Ochiltree's greatest accomplishment transpired in 1442. In this year he persuaded the government of James II granted the bishopric of Dunblane large tracts taken from the earldom of Strathearn, in royal hands since the execution of its last earl, Walter Stewart, in 1437. This land was conferred with extensive rights, the bishopric became a regality, and the town of Dunblane itself was elevated from an episcopal burgh to a burgh of barony.[10] As Cockburn put it, "For the first time in its history the Cathedral of Dunblane had the promise of sufficient revenue".[2]

Michael Ochiltree and the crown[edit]

Ochiltree's career rise and the success of his episcopate were due, in large part, to the relationship he had with the Scottish royal family. He had been an "intimate friend" of King Robert III of Scotland and his wife Anabella Drummond, and then James I and his wife Joan Beaufort. Indeed, Ochiltree, despite his relatively low birth, he had been brought up at the royal court.[2] King James I called him "the familiar, the domestic and commensal of himself, his father and his mother".[2] He spent a good period of time as Almoner-General to James I.[11] His relationship with Queen Joan seems to have been particularly valuable, and it was probably her influence that led to the grant of 1442.[1]


Bishop Michael appears in the sources for the last time on 23 September 1446, witnessing a charter at Perth.[12] His successor(s) as bishop had been elected and provided sometime before 27 October 1447, meaning that the date of his death fell between these two dates.[8] As well as the 1442 grant, he is remembered as having built the "Bishop's Bridge" between Ardoch and Muthill, and to have reconstituted the church at the latter location.[13] He is also remembered for his frequent attendance at parliament, for which he was, among other things, an auditor of accounts.[14] Cockburn, minister and historian, asserted that "Since Clement, no Bishop of Dunblane had occupied the See with such comprehensive competence as Michael".[14]


  1. ^ a b McGladdery, "Ochiltree, Michael (d. 1445x7)".
  2. ^ a b c d Cockburn, Medieval Bishops, p. 143.
  3. ^ Cockburn, Medieval Bishops, p. 137; Watt, Fasti Ecclesiae, p. 81.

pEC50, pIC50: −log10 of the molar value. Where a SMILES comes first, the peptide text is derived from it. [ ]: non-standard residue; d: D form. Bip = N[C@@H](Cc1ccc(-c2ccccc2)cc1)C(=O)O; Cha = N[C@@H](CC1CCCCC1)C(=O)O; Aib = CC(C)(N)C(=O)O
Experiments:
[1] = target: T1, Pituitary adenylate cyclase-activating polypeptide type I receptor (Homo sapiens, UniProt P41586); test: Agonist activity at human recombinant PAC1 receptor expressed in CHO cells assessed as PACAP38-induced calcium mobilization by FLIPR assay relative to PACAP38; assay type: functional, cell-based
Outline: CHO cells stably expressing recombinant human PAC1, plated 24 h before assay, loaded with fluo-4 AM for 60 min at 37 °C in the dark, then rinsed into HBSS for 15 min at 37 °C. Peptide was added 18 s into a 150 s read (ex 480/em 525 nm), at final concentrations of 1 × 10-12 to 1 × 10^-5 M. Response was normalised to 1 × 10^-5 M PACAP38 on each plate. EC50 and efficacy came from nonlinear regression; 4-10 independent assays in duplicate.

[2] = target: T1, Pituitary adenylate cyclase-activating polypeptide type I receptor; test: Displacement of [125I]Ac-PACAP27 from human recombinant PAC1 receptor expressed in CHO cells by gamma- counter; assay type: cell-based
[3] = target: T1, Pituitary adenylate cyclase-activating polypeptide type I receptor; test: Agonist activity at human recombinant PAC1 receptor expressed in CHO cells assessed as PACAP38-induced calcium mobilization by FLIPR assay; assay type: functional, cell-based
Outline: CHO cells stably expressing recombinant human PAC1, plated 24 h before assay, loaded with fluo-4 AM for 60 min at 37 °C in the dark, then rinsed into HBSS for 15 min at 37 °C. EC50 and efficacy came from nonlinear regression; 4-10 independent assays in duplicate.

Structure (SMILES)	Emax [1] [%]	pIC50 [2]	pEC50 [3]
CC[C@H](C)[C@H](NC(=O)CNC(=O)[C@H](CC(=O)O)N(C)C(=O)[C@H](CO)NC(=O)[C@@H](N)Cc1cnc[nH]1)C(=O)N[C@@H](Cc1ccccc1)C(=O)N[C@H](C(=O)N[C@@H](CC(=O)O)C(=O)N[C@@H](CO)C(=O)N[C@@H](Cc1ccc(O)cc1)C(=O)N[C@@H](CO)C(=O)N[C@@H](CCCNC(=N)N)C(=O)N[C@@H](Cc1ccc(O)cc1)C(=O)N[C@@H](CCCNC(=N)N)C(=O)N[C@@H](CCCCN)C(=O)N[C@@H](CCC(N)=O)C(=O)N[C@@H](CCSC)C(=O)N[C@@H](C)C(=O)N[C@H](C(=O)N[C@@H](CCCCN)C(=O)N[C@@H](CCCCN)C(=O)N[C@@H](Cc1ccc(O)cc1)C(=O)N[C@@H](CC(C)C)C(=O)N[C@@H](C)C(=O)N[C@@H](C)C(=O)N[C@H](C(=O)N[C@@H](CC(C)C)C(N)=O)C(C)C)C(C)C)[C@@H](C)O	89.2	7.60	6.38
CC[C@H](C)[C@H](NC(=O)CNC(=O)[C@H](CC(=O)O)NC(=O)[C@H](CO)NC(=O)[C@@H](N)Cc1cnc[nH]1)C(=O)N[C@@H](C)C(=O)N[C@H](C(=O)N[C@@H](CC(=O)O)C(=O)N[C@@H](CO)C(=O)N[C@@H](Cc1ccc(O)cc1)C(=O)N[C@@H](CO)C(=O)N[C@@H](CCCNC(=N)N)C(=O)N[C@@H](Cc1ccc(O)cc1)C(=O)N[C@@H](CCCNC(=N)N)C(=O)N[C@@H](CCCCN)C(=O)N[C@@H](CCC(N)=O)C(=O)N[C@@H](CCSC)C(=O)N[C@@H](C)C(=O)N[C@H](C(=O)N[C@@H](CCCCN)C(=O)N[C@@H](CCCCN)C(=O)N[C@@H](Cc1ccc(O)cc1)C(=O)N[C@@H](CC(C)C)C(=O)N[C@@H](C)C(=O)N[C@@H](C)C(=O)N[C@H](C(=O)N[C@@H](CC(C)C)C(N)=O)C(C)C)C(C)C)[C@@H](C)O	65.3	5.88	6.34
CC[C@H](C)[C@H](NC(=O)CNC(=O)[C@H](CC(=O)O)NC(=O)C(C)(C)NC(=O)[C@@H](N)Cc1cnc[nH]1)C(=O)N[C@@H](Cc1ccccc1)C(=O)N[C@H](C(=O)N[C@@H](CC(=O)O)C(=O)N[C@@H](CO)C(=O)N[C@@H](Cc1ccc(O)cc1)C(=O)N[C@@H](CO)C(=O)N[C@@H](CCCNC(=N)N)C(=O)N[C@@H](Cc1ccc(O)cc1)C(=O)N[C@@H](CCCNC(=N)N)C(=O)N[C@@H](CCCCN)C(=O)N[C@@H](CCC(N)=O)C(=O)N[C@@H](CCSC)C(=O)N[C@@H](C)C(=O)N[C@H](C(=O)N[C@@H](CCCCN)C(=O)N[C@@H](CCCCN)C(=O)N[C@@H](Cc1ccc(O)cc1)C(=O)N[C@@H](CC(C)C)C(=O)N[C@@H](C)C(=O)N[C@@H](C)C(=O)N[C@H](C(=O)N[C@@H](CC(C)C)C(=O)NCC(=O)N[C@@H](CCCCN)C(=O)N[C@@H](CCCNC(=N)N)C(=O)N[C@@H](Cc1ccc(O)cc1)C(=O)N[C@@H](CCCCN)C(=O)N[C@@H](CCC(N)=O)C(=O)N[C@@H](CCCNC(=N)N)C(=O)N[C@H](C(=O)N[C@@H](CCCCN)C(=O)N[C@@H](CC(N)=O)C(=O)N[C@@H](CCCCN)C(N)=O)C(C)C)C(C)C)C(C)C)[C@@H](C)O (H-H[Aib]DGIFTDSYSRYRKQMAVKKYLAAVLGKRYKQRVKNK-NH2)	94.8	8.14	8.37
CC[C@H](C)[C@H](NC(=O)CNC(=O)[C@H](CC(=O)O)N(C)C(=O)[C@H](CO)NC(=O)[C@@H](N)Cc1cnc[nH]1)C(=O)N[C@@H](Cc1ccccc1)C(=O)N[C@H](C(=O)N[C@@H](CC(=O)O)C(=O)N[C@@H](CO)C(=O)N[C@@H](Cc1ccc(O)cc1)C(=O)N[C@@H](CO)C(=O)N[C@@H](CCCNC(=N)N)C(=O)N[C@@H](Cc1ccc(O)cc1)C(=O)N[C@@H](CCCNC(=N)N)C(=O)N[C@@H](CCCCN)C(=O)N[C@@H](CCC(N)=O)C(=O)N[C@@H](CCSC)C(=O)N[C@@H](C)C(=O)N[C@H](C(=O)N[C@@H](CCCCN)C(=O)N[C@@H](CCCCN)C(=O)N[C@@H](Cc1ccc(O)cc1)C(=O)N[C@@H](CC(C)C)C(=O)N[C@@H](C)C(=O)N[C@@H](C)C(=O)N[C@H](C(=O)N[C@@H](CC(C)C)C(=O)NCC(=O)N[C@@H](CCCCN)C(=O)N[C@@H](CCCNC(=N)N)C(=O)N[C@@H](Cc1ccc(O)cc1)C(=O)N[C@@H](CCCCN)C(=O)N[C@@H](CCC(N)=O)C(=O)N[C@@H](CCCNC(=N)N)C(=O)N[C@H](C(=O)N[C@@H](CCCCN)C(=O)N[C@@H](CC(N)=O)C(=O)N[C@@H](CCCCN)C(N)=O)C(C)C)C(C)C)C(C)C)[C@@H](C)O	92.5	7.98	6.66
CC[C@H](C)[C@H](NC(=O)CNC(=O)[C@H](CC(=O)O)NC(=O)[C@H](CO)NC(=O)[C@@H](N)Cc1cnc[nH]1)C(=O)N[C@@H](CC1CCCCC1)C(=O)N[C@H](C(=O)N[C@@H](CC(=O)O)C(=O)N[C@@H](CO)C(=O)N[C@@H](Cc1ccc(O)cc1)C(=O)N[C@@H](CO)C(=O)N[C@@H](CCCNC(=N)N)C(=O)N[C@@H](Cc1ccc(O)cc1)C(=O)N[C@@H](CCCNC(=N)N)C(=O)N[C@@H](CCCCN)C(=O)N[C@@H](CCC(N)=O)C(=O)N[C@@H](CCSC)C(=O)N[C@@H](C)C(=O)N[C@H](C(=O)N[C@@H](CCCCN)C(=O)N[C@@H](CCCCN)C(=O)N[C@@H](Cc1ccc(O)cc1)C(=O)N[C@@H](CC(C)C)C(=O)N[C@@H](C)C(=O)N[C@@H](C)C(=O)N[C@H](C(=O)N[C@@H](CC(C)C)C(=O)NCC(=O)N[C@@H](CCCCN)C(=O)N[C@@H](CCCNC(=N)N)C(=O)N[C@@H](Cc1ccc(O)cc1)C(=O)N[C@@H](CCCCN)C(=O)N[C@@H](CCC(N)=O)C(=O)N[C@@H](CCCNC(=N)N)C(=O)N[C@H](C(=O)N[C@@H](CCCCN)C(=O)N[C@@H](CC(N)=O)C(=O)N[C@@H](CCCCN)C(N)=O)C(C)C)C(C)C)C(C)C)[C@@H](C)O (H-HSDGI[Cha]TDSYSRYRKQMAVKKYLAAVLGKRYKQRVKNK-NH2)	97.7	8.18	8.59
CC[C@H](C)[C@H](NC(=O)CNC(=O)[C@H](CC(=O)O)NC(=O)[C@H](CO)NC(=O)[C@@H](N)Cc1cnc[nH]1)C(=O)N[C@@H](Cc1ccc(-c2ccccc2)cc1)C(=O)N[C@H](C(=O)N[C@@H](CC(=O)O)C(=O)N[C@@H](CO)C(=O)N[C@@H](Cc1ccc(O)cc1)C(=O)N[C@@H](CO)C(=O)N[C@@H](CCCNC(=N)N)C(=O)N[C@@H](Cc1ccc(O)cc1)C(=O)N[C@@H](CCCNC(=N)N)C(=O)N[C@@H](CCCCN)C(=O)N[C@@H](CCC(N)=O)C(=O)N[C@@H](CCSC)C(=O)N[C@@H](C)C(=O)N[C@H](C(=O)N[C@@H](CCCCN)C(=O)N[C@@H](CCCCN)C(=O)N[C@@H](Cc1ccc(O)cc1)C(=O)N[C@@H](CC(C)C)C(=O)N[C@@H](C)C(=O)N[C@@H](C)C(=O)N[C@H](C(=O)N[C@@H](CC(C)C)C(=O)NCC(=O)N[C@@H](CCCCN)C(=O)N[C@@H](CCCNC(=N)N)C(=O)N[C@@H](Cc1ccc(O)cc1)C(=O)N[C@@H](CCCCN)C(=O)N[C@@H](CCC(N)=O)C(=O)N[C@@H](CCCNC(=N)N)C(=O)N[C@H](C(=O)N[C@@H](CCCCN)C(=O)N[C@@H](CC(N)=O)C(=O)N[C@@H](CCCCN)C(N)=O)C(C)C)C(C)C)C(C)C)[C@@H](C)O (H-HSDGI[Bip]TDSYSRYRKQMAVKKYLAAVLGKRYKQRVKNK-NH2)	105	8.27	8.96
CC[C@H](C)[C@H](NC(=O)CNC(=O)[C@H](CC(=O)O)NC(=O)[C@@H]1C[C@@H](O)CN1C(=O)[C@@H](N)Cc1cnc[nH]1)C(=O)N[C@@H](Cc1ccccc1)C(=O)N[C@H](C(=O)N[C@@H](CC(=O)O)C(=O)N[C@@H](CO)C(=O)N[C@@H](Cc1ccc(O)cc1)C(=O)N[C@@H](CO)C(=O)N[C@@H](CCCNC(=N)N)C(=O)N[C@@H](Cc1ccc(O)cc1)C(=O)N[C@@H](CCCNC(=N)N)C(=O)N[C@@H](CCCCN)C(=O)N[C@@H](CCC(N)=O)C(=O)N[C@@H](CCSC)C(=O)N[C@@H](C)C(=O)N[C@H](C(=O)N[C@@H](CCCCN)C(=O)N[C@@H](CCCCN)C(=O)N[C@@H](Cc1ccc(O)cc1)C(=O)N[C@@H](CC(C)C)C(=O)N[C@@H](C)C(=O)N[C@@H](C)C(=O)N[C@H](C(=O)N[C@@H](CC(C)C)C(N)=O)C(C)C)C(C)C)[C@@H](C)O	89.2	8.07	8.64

4. ^ See Cockburn, Medieval Bishops, pp. 137-8; see also Dowden, Bishops, p. 206.
  5. ^ Watt, Fasti Ecclesiae, p. 81; see also preceding note.
  6. ^ Cockburn, Medieval Bishops, p. 139; Watt, Fasti Ecclesiae, p. 77.
  7. ^ a b Cockburn, Medieval Bishops, p. 140.
  8. ^ a b Watt, Fasti Ecclesiae, p. 77.
  9. ^ Brown, "James I (1394–1437)".
  10. ^ Cockburn, Medieval Bishops, pp. 142-3; McGladdery, "Ochiltree, Michael (d. 1445x7)".
  11. ^ Cockburn, Medieval Bishops, p. 143; Dowden, Bishops, p. 206; McGladdery, "Ochiltree, Michael (d. 1445x7)".
  12. ^ Cockburn, Medieval Bishops, p. 147; Watt, Fasti Ecclesiae, p. 77.
  13. ^ Cockburn, Medieval Bishops, p. 146.
  14. ^ a b Cockburn, Medieval Bishops, p. 147.


  • Brown, M. H., "James I (1394–1437)", in Oxford Dictionary of National Biography, Oxford University Press, 2004 accessed 9 May 2007
  • Cockburn, James Hutchison, The Medieval Bishops of Dunblane and Their Church, (Edinburgh, 1959)
  • Dowden, John, The Bishops of Scotland, ed. J. Maitland Thomson, (Glasgow, 1912)
  • Keith, Robert, An Historical Catalogue of the Scottish Bishops: Down to the Year 1688, (London, 1824)
  • McGladdery, C. A., "Ochiltree, Michael (d. 1445x7)", in Oxford Dictionary of National Biography, Oxford University Press, 2004 accessed 8 May 2007
  • Watt, D. E. R., Fasti Ecclesiae Scotinanae Medii Aevi ad annum 1638, 2nd Draft, (St Andrews, 1969)
Religious titles
Preceded by
Donald de Bute
Dean of Dunblane
1419 x 1420–1429
Succeeded by
Robert de Crannach
Preceded by
William Stephani
Bishop of Dunblane
1429–1446 x 1447
Succeeded by
Walter Stewart (unconsecrated)
Robert Lauder